Record and include a video for this blog entry.
Recently, I have been hearing some tool vendors' using fear-based tactics about how hard web development is in an attempt to scare you into using their proprietary technologies instead. I might understand this if it was coming from no-code or low-code solutions, but it isn't. It is from companies where they are positioning their own proprietary IDE and software language.
As with many things in life, don’t believe everything you hear.
I'm not going to preach to you that web development isn't hard. Well, not entirely. Basic web development isn't hard at all. Building robust web applications can get pretty complex pretty fast though. And, if not done right, you can really dig yourself a deep hole to get out of. But, I digress, because that is not what these vendors are getting at either.
Oh, and I wonder just how well learning there language will help me in any future career.
The web development languages aren't what's hard
Let's have a closer look at these 3 very scary things they are referring to!
Aren’t these the very technologies that a number of high school teenagers and college dropouts used to become the wealthiest people in the world? How hard can they be?
Don’t all languages have those 3 things? And in all languages, aren’t the commands, or code, for them a little different for each. So, they are not really 3 different languages at all. They are just 3 complementary pieces to a single development platform. They are also a very good way of separating those pieces to optimize development reuse and performance-based caching. Also, as development goes, these 3 things are relatively easy to write, are widely accepted, and have a very large eco-system of training, knowledgebases, and available consultants. You can use any number of a plethora of tools available to make developing in those technologies even easier.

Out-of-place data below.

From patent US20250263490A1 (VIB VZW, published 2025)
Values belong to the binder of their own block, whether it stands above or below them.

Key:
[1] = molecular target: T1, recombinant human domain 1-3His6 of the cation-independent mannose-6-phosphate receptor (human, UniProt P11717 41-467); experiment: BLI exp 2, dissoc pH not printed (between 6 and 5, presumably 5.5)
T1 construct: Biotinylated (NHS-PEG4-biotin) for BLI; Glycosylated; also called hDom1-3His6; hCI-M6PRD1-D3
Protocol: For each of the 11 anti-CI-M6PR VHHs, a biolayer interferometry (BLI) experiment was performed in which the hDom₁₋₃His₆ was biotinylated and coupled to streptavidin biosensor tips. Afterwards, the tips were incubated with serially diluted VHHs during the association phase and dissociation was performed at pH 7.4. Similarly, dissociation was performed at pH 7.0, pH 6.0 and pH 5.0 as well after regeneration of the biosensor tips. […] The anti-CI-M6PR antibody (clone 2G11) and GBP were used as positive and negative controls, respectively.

Oh, and those proprietary solutions ultimately have to compile into these technologies anyways since they are the only thing the Web Browsers will understand. Again, if we were talking about no-code or low-code website content management systems I would get this argument, but these are tool companies with their own IDEs and languages.
Today’s Polyglot Programmer
So, besides the fact that those 3 things are actually a single complimentary set of coding, most developers don’t actually have problems with multiple languages anyways. In a recent survey from IDC of developers, they found that 88% of developers use more than one language in a year. 18% use more than 5.
By the way, a Polyglot is a person that knows and uses several languages. I had to look that one up too.
Want to really help your developers?
The standard Web development languages themselves are not hard and I recommend staying away from any solution providers that try to scare you into thinking they are. Especially if their solution involves any proprietary technologies of their own.
Rather than getting tools that try to “shield” your developers from these languages, I suggest finding solutions that ease their learning curve and helps them be more productive in them. Read more in my previous blog post, Choosing the right tools to help developers.